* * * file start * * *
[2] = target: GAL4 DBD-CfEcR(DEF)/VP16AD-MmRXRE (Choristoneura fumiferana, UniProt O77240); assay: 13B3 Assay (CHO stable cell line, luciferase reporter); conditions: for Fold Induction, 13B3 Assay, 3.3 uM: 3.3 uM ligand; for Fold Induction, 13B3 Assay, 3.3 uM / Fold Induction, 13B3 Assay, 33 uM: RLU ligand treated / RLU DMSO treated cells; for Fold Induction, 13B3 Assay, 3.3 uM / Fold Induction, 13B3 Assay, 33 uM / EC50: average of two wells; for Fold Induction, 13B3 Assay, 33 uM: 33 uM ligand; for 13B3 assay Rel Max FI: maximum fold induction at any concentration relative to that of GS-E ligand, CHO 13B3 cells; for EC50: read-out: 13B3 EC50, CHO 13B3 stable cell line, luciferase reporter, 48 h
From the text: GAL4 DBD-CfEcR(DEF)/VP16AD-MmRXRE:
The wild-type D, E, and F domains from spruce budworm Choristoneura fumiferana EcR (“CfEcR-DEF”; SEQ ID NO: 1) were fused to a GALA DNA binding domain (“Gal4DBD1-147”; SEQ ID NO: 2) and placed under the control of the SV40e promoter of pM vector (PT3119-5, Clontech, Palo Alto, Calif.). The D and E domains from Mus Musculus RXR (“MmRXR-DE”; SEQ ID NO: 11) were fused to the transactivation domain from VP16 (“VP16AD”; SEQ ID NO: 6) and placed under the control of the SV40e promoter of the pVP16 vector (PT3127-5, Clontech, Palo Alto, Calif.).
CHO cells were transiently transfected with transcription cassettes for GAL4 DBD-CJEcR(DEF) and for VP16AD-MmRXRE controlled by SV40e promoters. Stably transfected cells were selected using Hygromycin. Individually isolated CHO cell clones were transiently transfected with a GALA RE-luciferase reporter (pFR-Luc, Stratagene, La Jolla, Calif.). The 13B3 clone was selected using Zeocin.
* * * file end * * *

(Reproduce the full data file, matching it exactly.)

[2] = target: GAL4 DBD-CfEcR(DEF)/VP16AD-MmRXRE (Choristoneura fumiferana, UniProt O77240); assay: 13B3 Assay (CHO stable cell line, luciferase reporter); conditions: for Fold Induction, 13B3 Assay, 3.3 uM: 3.3 uM ligand; for Fold Induction, 13B3 Assay, 3.3 uM / Fold Induction, 13B3 Assay, 33 uM: RLU ligand treated / RLU DMSO treated cells; for Fold Induction, 13B3 Assay, 3.3 uM / Fold Induction, 13B3 Assay, 33 uM / EC50: average of two wells; for Fold Induction, 13B3 Assay, 33 uM: 33 uM ligand; for 13B3 assay Rel Max FI: maximum fold induction at any concentration relative to that of GS-E ligand, CHO 13B3 cells; for EC50: read-out: 13B3 EC50, CHO 13B3 stable cell line, luciferase reporter, 48 h
From the text: GAL4 DBD-CfEcR(DEF)/VP16AD-MmRXRE:
The wild-type D, E, and F domains from spruce budworm Choristoneura fumiferana EcR (“CfEcR-DEF”; SEQ ID NO: 1) were fused to a GALA DNA binding domain (“Gal4DBD1-147”; SEQ ID NO: 2) and placed under the control of the SV40e promoter of pM vector (PT3119-5, Clontech, Palo Alto, Calif.). The D and E domains from Mus Musculus RXR (“MmRXR-DE”; SEQ ID NO: 11) were fused to the transactivation domain from VP16 (“VP16AD”; SEQ ID NO: 6) and placed under the control of the SV40e promoter of the pVP16 vector (PT3127-5, Clontech, Palo Alto, Calif.).
CHO cells were transiently transfected with transcription cassettes for GAL4 DBD-CJEcR(DEF) and for VP16AD-MmRXRE controlled by SV40e promoters. Stably transfected cells were selected using Hygromycin. Individually isolated CHO cell clones were transiently transfected with a GALA RE-luciferase reporter (pFR-Luc, Stratagene, La Jolla, Calif.). The 13B3 clone was selected using Zeocin.